LITTLETON, Colo. — A family of five from Colorado is sharing their story of survival after they were injured in a horrific wrong-way crash during a Labor Day weekend trip in Washington state.
Yoichi "Forest" and Tomo Mori are the founders of Japanese Hope Mountain Family church, currently located in Englewood.
They flew to Washington with their three children, Kishin, Inori, and Sambi, to assist with worship services at their sister church, Lynnwood Japanese Family Church, located in Edmonds, Wash.
The Mori family said they were driving to the airport in Seattle on the morning of Sept. 4 to get on their flight back to Colorado, when a suspected DUI driver drove the wrong way on Interstate 5 and collided with the family's car head-on.
All five family members were transported to hospital.
Kishin, the youngest of the family and a sophomore in high school at Denver Christian School, suffered the most injuries, according to the family. He went into immediate surgery to repair his stomach, intestines, and lung. He also has a broken leg and broken shoulder.
Their mother, Tomo, is the next most significantly injured. She went into immediate surgery for internal damage to her intestines. She also has damage to her spinal cord, according to the family.
Inori, a nursing student at Colorado Christian University, sustained head injuries including a fractured nose, several broken ribs, and damaged her tail bone. Her right ankle is also sprained, which is making it very difficult for her to walk.
"For me, what I remember, I just woke up after the car stopped moving," said Inori. "I remember everyone being chaotic. My sister was panicking, my dad was looking for his phone to call 911, to call people so we could get help."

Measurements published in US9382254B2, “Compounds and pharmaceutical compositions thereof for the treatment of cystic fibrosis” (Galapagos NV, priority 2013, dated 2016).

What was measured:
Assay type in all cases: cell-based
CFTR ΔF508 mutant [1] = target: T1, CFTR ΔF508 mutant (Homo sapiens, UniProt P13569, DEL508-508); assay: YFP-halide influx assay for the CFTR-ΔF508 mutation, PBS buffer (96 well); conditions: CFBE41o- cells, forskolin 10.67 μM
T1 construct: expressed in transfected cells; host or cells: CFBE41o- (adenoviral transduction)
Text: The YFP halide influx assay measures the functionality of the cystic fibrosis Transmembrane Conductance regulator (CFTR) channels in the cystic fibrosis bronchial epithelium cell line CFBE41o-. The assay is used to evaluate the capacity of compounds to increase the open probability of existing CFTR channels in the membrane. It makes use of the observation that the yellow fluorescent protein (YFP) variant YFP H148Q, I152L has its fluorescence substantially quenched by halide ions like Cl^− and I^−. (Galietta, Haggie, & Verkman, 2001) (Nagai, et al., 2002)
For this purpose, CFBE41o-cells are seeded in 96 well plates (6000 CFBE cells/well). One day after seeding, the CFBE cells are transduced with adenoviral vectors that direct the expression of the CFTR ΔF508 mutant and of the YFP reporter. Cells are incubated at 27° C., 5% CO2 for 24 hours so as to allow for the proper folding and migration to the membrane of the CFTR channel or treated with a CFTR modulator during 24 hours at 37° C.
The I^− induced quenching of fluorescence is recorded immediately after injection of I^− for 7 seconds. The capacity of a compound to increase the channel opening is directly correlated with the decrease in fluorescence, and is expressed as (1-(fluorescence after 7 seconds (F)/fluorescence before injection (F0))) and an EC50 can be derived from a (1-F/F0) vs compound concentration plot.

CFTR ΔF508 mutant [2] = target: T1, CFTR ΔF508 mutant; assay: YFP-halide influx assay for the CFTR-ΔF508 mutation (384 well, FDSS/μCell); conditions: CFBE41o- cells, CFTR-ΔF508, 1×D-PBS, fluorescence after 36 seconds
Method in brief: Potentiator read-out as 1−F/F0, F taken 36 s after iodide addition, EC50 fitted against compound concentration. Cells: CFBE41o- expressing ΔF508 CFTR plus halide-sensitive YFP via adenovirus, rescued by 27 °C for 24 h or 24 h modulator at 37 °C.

Sambi, a second year student at Regis University, said she has a fractured spine, several lacerations, and an elevated heart rate.
They said they barely missed getting hit by a semi-truck driving behind them, which they credit for saving their lives.
"We found out later the semi-truck — the driver — actually drove the truck into the wall so that he would avoid going into us and causing a sandwich. Which is good cause if he would have hit us we probably would have died," said Inori.
Their father, Yoichi "Forest," was behind the wheel at the time of the crash. He has injuries to his back and head.
Seattle Police said the female driver, suspected of driving under the influence, is in custody.
"We only know that she was in worse condition than any of us, we know that she’s alive, which is good," said Inori, who added they have no ill-will towards her and hope she makes a full recovery. "We pray that she doesn’t repeat the same thing and that this could be a turning point, changing point in her life."
The family said they are counting their blessings and expressing gratitude for all who have supported them, as they are now awaiting their return to Colorado.
"All over the country and the world people have been reaching out and telling us that they're praying for us and supporting us in many different ways," said Sambi. "That’s been such a huge comfort for us."
A GoFundMe fundraiser has already raised more than $100,000 to support the family.